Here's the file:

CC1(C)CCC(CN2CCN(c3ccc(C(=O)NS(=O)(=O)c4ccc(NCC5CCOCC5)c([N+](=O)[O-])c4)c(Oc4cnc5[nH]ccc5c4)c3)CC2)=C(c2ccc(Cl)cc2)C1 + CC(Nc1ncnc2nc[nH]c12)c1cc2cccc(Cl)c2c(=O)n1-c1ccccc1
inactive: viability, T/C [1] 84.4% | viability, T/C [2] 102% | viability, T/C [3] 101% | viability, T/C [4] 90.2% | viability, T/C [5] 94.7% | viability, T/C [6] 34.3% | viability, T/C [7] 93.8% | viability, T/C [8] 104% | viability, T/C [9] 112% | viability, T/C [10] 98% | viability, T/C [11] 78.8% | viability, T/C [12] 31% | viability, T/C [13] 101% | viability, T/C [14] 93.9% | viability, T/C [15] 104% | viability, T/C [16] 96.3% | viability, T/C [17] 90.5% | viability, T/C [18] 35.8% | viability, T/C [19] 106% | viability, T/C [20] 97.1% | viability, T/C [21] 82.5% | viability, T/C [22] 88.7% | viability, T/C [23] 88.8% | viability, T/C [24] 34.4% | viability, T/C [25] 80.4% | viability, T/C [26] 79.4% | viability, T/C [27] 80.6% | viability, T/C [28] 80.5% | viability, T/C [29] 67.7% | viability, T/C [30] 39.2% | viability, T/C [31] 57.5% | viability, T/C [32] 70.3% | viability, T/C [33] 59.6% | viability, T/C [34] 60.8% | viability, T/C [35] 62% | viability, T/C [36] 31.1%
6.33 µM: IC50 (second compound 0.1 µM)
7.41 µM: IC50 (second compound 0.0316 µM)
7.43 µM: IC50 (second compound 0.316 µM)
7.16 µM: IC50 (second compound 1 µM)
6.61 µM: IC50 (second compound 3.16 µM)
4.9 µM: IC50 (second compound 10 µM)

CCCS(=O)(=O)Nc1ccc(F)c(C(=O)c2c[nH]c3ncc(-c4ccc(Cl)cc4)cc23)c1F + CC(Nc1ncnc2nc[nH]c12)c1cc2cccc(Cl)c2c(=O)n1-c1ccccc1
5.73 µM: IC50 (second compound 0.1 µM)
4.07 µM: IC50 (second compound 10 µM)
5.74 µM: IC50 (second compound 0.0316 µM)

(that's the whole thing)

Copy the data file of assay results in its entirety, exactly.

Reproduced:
CC1(C)CCC(CN2CCN(c3ccc(C(=O)NS(=O)(=O)c4ccc(NCC5CCOCC5)c([N+](=O)[O-])c4)c(Oc4cnc5[nH]ccc5c4)c3)CC2)=C(c2ccc(Cl)cc2)C1 + CC(Nc1ncnc2nc[nH]c12)c1cc2cccc(Cl)c2c(=O)n1-c1ccccc1
inactive: viability, T/C [1] 84.4% | viability, T/C [2] 102% | viability, T/C [3] 101% | viability, T/C [4] 90.2% | viability, T/C [5] 94.7% | viability, T/C [6] 34.3% | viability, T/C [7] 93.8% | viability, T/C [8] 104% | viability, T/C [9] 112% | viability, T/C [10] 98% | viability, T/C [11] 78.8% | viability, T/C [12] 31% | viability, T/C [13] 101% | viability, T/C [14] 93.9% | viability, T/C [15] 104% | viability, T/C [16] 96.3% | viability, T/C [17] 90.5% | viability, T/C [18] 35.8% | viability, T/C [19] 106% | viability, T/C [20] 97.1% | viability, T/C [21] 82.5% | viability, T/C [22] 88.7% | viability, T/C [23] 88.8% | viability, T/C [24] 34.4% | viability, T/C [25] 80.4% | viability, T/C [26] 79.4% | viability, T/C [27] 80.6% | viability, T/C [28] 80.5% | viability, T/C [29] 67.7% | viability, T/C [30] 39.2% | viability, T/C [31] 57.5% | viability, T/C [32] 70.3% | viability, T/C [33] 59.6% | viability, T/C [34] 60.8% | viability, T/C [35] 62% | viability, T/C [36] 31.1%
6.33 µM: IC50 (second compound 0.1 µM)
7.41 µM: IC50 (second compound 0.0316 µM)
7.43 µM: IC50 (second compound 0.316 µM)
7.16 µM: IC50 (second compound 1 µM)
6.61 µM: IC50 (second compound 3.16 µM)
4.9 µM: IC50 (second compound 10 µM)

CCCS(=O)(=O)Nc1ccc(F)c(C(=O)c2c[nH]c3ncc(-c4ccc(Cl)cc4)cc23)c1F + CC(Nc1ncnc2nc[nH]c12)c1cc2cccc(Cl)c2c(=O)n1-c1ccccc1
5.73 µM: IC50 (second compound 0.1 µM)
4.07 µM: IC50 (second compound 10 µM)
5.74 µM: IC50 (second compound 0.0316 µM)